THURSDAY, SEPTEMBERw' 1, 1966
THE MICHIGAN DAILY
THURSDAY, SEPTEMBER 1,1966 THE MICHIGAN DAILY PAGE THRFI~
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Th for Error Veteran Backs
(Continued from Page 1) task of teaching the Michigan de-
GilSambergthings which can make the criti- fenders the new set-up. It is char-
cal difference. Charley Kines and acterized by the flexibility of po-
Tom Mack gained a sheepskin, and sition given to the defensive
Som e Needed Insurance Michigan lost one of the best backfield.
tackle tandems in the country. Elliott foresees no problems in
It's still summer-sweat hayfeverish weather. And while the body Stepping up to fill the gaps adapting to the defense, pointing
are Jim Hribal and Ray Phillips. out that a change was made be-
says it's so, the mind slowly begins to gear for the Fall. Elliott terms their play as "pret- cue"u esne eesie
It's a time for unbridled optimism. You've got it. I've got it. cuetoouod buthaded that thet e" personnel wei Acuaed
Bump Elliott probably has it too. Even football coaches are "cau- still have "a great deal to learn." they have made the transforma-
tious" optimists at this time of year. The offensive guard positions tion rather easily," he remarked.
Why not. are in the hands of more expe- Intra-Squad Rivalry
The only thing is that when you get through that pollen-induced enced Don Bailey and Henry The defensive end posts are
olidify Offense, Defense
Rand. The foursome is headed by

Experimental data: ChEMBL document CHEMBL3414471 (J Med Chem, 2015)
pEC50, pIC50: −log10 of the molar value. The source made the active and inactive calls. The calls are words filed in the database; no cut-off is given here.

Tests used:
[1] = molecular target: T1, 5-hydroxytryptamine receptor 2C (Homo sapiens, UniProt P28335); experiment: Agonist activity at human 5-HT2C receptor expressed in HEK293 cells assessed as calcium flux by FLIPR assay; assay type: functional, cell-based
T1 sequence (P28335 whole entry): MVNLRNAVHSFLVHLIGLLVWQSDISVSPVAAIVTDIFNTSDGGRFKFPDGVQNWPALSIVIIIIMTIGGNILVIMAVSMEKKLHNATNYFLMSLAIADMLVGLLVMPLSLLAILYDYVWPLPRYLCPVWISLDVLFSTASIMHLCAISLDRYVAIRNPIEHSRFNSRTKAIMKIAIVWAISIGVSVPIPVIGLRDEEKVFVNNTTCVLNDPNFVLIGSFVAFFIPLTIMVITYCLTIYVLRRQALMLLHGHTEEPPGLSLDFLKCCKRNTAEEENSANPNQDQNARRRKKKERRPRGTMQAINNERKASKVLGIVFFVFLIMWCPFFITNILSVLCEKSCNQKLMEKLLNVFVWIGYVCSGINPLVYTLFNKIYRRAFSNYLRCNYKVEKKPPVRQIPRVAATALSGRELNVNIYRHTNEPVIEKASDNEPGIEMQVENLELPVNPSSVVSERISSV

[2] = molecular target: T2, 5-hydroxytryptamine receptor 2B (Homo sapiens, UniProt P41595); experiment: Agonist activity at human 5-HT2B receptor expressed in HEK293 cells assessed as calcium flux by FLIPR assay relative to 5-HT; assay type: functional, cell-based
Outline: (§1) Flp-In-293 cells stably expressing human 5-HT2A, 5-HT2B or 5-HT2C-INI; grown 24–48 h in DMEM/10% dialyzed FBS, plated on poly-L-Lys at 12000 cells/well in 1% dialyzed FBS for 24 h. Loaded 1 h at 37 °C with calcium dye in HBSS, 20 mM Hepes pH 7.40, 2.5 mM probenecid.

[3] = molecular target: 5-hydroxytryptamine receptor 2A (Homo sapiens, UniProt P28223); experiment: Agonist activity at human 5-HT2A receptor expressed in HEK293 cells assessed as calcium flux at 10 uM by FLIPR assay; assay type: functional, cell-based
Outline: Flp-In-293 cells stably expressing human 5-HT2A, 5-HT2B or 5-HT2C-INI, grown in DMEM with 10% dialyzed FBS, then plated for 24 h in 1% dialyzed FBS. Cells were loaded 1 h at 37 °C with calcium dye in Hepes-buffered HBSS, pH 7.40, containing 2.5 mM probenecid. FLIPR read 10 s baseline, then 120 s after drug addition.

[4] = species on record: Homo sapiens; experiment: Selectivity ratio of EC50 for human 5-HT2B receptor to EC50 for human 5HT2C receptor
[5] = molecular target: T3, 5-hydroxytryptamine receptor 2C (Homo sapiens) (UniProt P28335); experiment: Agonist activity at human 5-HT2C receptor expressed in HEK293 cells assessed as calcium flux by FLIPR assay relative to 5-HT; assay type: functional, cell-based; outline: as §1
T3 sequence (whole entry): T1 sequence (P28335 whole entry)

Volk and Rick Sygar, who led the
1965 team in time played.
Volk was an all-conference se-
lection last year, and Elliott calls
the senior "the best all-around
player" on the squad. Sygar, in
addition to playing defense and
handling the place-kickingchores,
filled in at offensive half after
Detwiler's injury, averaging 4.1
yards-a-carry. Also the team's
second leading scorer, he tallied 39
markers for the year. Sygar and
Volk will be at safety.
At defensive halfback, Mike Bass
and John Rowser have been given
the nod. Bass was a regular last
season, while Rowser saw some
duty as an offensive half.
The top twenty-two Wolverines
will have power, but to explode a
machine like Michigan State . .
it may take several blasting caps.
NOW SHOWING: .
mist which clouds your vision, you can see that if the Wolverine grid
crew is to go anywhere, it is going to need some help this year. And
some luck ...
But, just in case. Just in case two solid lines don't materialize
with a roar and a puff of grey smoke at the Stadium on Sept. 17,
just in case the Wolverines must again accept with grace the lion's
share of the Big Ten's annual Knee Injury Quota (in spite of the
especially thorough conditioning they're getting this year), just in
case somebody stubs his toe in practice, I propose that we insure the
Blue against disaster with some tried and true methods, using the
The Green Weenie .. .
The GREEN WEENIE is the charm that has been keeping